I guess universities shouldn't be forced to give open courses, but it is a fantastic thing that US showed was possible and I hope that more UK universities follow suit.
My understanding is that, like many MOOCs, it is largely department/faculty driven rather than a strategic or philanthropic move by the university overall.
I understand what I described above is a subset of ML, and I generally do agree with you that a solid background in probability and stats is important for people who plan to do a lot of ML.
Note - another possible objection here is that all "STEM" fields require calculus through differential equations and linear algebra. That's pretty much the common thread for most majors generally grouped together as STEM fields. So calling this "mathematics for machine learning" could be a little strange. If we're going to call vector calc and linear algebra "mathematics for ML", why aren't we calling it "math for physics", or "math for engineering"... I think that part of what is going on is that ML has gotten very popular, and people are starting to ask what the essential math background is, and are discovering that it's, well, pretty much the two year science and engineering track calculus you'd take at most universities.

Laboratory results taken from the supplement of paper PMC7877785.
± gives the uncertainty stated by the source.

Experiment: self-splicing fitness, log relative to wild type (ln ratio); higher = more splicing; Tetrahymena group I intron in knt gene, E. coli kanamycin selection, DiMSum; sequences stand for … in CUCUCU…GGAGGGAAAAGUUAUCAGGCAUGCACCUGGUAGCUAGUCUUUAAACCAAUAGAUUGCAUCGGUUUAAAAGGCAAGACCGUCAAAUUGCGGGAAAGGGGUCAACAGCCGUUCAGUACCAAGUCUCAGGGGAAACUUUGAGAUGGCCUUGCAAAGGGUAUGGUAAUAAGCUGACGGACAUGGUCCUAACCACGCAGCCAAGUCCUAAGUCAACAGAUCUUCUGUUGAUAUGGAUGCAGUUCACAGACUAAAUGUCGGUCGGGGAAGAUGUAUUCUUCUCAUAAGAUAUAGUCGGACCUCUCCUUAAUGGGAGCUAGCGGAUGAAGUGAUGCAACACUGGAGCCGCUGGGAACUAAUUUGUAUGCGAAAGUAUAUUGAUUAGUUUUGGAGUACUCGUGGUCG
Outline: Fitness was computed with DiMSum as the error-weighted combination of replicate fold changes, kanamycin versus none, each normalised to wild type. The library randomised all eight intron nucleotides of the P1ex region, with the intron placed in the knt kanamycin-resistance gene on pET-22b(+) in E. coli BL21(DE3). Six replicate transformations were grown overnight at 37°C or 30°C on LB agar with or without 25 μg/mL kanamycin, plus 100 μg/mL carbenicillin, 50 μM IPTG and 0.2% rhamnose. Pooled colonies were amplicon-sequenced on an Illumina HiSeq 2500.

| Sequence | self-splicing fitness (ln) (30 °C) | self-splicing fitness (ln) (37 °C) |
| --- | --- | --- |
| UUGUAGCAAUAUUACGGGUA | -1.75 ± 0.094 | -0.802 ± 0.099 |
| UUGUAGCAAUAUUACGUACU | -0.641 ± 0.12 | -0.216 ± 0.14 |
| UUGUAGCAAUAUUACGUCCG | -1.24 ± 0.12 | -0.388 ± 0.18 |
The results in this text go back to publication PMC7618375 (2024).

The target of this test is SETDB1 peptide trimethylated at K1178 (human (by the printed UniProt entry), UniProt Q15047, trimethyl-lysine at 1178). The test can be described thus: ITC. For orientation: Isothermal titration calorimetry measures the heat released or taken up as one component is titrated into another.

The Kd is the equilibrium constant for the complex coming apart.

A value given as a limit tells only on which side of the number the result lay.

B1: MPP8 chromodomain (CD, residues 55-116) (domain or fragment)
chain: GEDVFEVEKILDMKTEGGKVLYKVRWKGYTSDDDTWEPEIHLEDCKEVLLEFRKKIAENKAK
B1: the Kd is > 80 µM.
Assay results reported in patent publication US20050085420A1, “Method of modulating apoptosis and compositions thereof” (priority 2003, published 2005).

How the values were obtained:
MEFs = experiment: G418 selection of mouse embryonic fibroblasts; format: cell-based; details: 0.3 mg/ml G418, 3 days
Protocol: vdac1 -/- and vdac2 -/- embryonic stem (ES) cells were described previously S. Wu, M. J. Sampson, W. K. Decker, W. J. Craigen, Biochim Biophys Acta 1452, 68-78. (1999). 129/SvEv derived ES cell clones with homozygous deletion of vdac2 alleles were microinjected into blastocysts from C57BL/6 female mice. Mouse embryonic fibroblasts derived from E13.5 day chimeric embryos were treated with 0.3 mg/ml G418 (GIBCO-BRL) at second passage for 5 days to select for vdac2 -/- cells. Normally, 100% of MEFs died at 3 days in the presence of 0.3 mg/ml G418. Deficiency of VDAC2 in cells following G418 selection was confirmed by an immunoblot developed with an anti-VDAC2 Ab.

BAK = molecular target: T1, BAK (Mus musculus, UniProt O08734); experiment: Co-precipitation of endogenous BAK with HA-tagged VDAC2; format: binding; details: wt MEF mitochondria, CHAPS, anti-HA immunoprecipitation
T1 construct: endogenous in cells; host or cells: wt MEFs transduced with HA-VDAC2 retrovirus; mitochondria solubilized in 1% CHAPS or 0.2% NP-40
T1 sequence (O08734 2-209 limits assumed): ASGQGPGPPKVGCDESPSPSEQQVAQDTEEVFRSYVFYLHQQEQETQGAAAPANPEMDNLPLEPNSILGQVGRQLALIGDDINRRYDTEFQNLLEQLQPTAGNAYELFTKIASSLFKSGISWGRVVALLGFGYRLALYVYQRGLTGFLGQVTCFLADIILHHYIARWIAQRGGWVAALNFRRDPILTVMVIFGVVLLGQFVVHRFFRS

This definitely isn't sufficient for machine learning, but it is a start.